Introducing the DLnsec

  • Small and Versatile

    The DLnsec represents a reliable source of arbitrary laser pulses from even sub-nanosecond duration to cw with rise- and fall-times on the order of or below one nanosecond and repetition rates of tens of Megahertz. Their extinction ratio is virtually infinite.

    They require only 36 square centimetres of space on your optical table and come with a load of mounting options like M4 and M6 threaded holes in the baseplate and a groove around it to make them compatible with standard clamps. These features allow easy integration into any existing optical setup.

  • Fast trigger and sync

    The DLnsec includes an internal trigger source that can be used if pulses don’t have to be shorter than 50 ns and rep-rates not higher than 62 kHz. If you want it fast, the DLnsec™ can be triggered by an external TTL source. Independent of the source used to trigger the light pulses, the DLnsec™ comes with a synchronous LVTTL output. This signal is triggered by the internal current pulse driver circuit and has only a very short delay of a few nanoseconds with respect to the emitted light pulse with jitter on the order of only a few tens of picoseconds. This allows triggering  measurements very precisely on the emitted light pulse.

  • Easy to Connect

    The laser’s user interface is very simple. All its functions are software-controlled via plain text commands over USB. The control and programming are thus completely platform and software independent and you can use any programming language that is able to send plain text via a virtual serial connection. This makes it extremely easy to integrate the DLnsec™ into existing software environments. We and our customers have already used many different languages like Python, Matlab, LabView as well as simple terminal emulators like PuTTY on different operating systems to control the DLnsec™. Even a usual smartphone can fully control the DLnsec™ if it supports USB-OTG.

  • Custom solutions

    Although the 520 nm / 80 mW version is our most wanted, we build laser systems on our customers’ demand’ with the specs required for their experiments.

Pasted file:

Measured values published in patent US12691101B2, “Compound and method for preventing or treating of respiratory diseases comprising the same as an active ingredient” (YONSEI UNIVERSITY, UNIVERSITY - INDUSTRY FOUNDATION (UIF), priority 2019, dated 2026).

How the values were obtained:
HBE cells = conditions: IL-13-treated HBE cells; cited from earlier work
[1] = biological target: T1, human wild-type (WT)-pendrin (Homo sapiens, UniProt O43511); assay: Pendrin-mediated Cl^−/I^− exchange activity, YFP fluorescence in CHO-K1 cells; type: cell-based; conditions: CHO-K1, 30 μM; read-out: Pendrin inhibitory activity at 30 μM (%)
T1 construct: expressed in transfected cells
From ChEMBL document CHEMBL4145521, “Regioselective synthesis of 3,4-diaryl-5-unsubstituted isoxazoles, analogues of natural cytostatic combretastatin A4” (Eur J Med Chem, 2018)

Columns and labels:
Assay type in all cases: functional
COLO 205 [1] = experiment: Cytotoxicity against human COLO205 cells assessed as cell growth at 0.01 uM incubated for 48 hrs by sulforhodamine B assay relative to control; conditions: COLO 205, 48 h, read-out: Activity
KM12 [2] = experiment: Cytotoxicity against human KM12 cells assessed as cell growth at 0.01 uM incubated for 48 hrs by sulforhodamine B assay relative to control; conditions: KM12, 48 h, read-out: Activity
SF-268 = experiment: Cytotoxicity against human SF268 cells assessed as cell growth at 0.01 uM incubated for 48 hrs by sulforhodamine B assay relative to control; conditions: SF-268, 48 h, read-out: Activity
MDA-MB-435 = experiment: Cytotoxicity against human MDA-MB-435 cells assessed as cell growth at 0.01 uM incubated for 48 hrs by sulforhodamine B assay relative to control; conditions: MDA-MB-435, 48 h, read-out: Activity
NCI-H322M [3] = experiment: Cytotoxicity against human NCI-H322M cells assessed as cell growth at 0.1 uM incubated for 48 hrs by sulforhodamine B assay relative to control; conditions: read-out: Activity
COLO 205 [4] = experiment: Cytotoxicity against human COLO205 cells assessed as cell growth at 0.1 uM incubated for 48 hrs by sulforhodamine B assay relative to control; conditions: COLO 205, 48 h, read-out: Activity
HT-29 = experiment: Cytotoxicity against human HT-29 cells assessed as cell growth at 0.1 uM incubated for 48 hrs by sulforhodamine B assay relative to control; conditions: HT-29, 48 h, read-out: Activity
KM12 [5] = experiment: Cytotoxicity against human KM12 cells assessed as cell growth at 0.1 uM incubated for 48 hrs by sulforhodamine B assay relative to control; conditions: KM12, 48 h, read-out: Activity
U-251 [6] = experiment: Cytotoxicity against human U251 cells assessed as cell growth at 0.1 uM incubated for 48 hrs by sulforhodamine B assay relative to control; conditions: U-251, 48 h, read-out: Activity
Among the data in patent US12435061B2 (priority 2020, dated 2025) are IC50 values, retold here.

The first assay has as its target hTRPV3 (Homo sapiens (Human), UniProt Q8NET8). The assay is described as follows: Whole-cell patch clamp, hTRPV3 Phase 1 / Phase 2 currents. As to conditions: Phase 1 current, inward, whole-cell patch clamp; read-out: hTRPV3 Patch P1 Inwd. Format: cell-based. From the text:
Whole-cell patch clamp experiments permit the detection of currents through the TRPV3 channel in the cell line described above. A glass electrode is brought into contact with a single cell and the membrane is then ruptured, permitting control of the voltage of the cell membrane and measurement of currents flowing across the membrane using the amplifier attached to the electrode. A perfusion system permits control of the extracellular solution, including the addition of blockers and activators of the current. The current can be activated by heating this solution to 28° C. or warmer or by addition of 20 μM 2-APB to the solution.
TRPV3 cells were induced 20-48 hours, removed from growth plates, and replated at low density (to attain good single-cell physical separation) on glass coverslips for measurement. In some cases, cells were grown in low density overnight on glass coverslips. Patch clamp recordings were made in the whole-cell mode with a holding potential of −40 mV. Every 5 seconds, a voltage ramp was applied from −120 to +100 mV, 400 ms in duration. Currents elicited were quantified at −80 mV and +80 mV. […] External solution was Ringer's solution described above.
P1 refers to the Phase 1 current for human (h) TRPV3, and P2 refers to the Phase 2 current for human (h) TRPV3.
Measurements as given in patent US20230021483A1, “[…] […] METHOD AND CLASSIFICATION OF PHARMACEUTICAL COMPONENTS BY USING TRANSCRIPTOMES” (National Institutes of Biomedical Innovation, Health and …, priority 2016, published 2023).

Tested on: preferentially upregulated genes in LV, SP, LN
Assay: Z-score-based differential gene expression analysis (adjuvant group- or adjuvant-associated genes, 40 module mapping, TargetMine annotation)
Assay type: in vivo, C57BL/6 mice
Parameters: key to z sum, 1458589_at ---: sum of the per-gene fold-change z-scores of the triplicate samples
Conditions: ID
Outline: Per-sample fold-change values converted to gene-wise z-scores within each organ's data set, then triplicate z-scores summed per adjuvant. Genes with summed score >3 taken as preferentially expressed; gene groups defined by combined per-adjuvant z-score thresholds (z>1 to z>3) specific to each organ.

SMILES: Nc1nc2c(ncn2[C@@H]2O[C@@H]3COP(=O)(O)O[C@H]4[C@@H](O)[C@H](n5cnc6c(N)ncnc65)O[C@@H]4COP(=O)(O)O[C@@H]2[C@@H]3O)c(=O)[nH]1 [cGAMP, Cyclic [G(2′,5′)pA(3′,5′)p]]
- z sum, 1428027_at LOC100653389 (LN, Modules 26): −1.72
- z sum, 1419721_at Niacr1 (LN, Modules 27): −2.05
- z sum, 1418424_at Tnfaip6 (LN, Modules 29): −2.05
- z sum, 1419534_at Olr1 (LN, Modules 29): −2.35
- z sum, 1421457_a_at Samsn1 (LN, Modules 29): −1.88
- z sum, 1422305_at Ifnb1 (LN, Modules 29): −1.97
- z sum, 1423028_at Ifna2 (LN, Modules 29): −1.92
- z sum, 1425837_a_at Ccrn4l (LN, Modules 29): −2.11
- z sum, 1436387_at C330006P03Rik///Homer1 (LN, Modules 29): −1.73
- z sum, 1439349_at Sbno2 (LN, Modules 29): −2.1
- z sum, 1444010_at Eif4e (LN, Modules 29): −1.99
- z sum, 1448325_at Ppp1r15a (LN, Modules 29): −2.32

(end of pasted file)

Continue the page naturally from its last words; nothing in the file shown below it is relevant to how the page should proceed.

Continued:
We are able to offer customized systems in the visible range from 400 nm to 520 nm and from 630 nm to 780 nm and in the NIR range from 780 nm to 1500 nm.

    Available output powers and fibre coupled options depend on their availability on the market. Talk to us!

  • Affordable

    Finally, this all comes for a very affordable price. Ask for a quotation. Simply write us an email: sales(at)

  • Ultra-Fast Pulses

    If you are looking for a small diode laser with sub-nanosecond pulses the DLnsec is perfect for you!

    With ultra-short rise- and falltimes, steep flancs and clear pulse characteristics, the DLnsec is not only one of the smallest lasers in its class but also one of the fastest!

    Example DLnsec rise time Full Width at Half Maximum (FWHM)

  • Ultra-short rise- & falltimes

    The rise- and falltimes of the DLnsec are almost legendary. Steep flanks and high repetition rates bring light to the point!

    Example DLnsec rise time
    Example DLnsec fall time
  • Unprecedented Contrast

    Many laser systems on the market have on / off extinction ratios that are often limited to 40-50 dB.

    Not the DLnsec! Due to state-of-the art technology, the extinction ratio of the DLnsec is virtually infinite!

  • Introducing the DLnsec

    Diode laser systems that deliver nanosecond light pulses on demand like the DLnsec™ are state of the art technology. There are only a few devices available on the market that deliver such short laser pulses. Many of them either use resonant circuits and can therefore only deliver pulses of  fixed length / fixed frequency, or are much slower and can only generate pulses on the order of tens of nanoseconds or with limited bandwidth. The alternatives used when arbitrary pulse lengths and high repetition rates are required are often CW laser sources such as frequency doubled DPSS lasers with an external acousto-optic modulator. However, such systems have many disadvantages: they are bulky and expensive and need frequent maintenance in the form of realignment. And even if they are well set up and maintained, their on / off extinction ratio is usually limited to less than 60 dB.